Probably tainted meat. HAHA Bye Bye Juicers. Good Riddance. One “incident”? Oh yeah, I believe that one.

  7. stankfinger - Jan 5, 2011 at 9:18 PM

    Basically silent for 5 years and now shocked and scrambling to explain himself? Dude’s lied so much that he’s lost all sense of reality. It’s over.

  8. goforthanddie - Jan 5, 2011 at 9:24 PM

    Begging for HoF votes is bad, mmkay?

  9. grumpy00 - Jan 5, 2011 at 9:49 PM

    He told us he never used………..now he’s telling us that he did…..I’m so confused.

  10. Panda Claus - Jan 5, 2011 at 10:33 PM

    Palmeiro is a HOF player, but may not get the plaque to prove that for a while. I don’t buy the comment that “good luck thinking that people will change their minds on you, but they won’t”.

    Americans have among the shortest attention spans and memories than anyone out there. Even more so with sports fans. The biggest thing working against Raffy at this point is that he can’t re-win his jilted followers by coming out of retirement and putting up a 30HR/100RBI season for a playoff contender this year.

    Michael Vick resurrected his career and while he may never win back most of his haters, he has won back some.

    Perhaps Palmeiro could go into broadcasting and work on his image makeover that way. The latest results show that coming back as a major league hitting coach may not work.

    • stankfinger - Jan 5, 2011 at 11:25 PM

      Problem is he only has 14 more years now to wait for the tide to turn (if it ever does). And in the next 14 years you’ll have slugger upon slugger coming up for their first time and the fresh wound opens back up. Bad timing for him.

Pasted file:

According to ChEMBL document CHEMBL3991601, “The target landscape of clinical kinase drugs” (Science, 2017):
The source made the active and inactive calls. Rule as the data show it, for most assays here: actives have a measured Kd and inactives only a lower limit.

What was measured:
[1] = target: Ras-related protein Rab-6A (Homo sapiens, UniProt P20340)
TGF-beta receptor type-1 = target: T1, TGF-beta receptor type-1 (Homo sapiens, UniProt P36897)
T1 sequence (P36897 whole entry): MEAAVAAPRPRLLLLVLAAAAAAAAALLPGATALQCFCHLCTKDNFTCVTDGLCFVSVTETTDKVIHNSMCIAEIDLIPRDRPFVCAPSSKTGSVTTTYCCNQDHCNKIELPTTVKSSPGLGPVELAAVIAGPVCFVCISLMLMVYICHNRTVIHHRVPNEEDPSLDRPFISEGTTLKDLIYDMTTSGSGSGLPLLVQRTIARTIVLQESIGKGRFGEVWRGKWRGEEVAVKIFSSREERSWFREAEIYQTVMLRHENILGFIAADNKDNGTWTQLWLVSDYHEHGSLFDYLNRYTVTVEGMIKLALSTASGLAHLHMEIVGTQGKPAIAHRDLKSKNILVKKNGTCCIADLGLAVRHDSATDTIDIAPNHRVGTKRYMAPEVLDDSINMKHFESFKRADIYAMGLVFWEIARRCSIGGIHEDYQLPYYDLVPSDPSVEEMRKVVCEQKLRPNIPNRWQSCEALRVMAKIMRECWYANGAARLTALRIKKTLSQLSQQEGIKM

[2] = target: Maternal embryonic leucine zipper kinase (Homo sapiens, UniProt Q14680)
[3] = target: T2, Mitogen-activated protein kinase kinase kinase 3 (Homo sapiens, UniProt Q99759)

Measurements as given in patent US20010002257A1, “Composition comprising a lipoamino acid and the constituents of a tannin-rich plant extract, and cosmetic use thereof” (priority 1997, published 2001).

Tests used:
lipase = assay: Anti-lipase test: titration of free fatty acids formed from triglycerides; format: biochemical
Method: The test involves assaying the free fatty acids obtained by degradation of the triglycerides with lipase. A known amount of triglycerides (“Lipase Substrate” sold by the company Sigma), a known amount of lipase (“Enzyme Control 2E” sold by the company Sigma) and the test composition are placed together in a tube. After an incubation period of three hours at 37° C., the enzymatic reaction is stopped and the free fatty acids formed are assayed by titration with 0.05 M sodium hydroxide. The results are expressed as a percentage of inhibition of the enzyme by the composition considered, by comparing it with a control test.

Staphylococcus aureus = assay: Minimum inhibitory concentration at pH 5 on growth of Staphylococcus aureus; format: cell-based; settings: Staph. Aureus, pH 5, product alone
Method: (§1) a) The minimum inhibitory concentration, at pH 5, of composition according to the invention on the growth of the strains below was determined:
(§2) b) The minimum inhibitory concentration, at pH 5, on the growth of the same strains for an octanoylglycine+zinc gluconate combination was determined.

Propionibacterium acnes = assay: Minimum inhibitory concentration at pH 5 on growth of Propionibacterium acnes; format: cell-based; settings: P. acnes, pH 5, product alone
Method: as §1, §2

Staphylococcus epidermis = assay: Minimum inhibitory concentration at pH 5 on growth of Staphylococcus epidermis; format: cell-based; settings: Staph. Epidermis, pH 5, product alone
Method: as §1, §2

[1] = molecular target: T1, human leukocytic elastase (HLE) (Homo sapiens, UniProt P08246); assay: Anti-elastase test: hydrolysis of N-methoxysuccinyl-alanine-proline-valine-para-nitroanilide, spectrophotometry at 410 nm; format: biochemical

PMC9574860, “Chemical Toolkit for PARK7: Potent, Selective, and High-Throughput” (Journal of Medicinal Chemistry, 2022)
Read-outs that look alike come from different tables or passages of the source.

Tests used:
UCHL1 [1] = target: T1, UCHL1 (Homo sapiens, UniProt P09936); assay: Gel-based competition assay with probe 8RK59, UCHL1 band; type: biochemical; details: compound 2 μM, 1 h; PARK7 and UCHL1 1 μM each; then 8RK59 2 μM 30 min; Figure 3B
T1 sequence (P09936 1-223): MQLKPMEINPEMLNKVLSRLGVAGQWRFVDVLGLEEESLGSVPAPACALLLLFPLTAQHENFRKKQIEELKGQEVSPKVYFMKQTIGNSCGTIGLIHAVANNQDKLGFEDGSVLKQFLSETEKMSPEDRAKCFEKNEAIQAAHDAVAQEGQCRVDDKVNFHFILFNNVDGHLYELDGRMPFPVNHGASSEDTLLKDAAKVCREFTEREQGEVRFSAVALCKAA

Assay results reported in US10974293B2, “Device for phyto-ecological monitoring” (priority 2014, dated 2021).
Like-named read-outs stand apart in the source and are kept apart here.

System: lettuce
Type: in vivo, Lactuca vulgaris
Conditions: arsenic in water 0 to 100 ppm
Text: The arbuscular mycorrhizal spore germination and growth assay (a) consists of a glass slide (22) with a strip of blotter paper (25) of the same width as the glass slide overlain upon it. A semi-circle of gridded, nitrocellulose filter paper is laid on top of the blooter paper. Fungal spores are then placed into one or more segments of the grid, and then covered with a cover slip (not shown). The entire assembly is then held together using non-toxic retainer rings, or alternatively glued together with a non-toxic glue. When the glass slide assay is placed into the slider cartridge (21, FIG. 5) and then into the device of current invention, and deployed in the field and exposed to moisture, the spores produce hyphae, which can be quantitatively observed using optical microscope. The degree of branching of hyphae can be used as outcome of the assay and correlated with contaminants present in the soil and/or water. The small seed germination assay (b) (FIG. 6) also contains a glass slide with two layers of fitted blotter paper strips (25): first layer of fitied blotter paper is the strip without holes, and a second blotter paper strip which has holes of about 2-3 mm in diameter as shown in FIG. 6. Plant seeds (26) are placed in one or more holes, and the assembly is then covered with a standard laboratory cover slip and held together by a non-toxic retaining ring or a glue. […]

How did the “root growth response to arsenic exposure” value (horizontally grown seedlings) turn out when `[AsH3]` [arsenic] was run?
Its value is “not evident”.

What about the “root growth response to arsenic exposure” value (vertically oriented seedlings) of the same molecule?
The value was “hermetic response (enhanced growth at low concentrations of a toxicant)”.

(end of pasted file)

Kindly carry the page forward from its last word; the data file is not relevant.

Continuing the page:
• mtner77 - Jan 6, 2011 at 2:56 AM

      Michael Vick?

      “The” Michael Vick??

      The guy who spends his spare time electrocuting his own dogs?

      Yes, he certainly belongs in a conversation about Hall of Famers, regardless of which sport is being discussed.

      Yes. All is forgiven. He is really a great “American Hero”.

      Yes. Sports fans are so fickle, we now “love him”.

      Yes. He has great prison tats. (Are you sure he played at VT and not “the” Ohio State?

      I am sure he will be a “first ballot” into Canton. After all, running QBs ALWAYS work out in the NFL. Don’t they?

      • Panda Claus - Jan 6, 2011 at 7:54 AM

        I introduced Vick’s name into the discussion as an example of how the perceived overall opinions about that person can turn around. It was less than six months ago that Vick was basically an after thought throughout much of the league, certainly in the eyes of most fans. Yet his rejuvenated play, while not intended to be used to make a case for him to be in any Hall of Fame, has generally lessened the amount of criticism towards the man.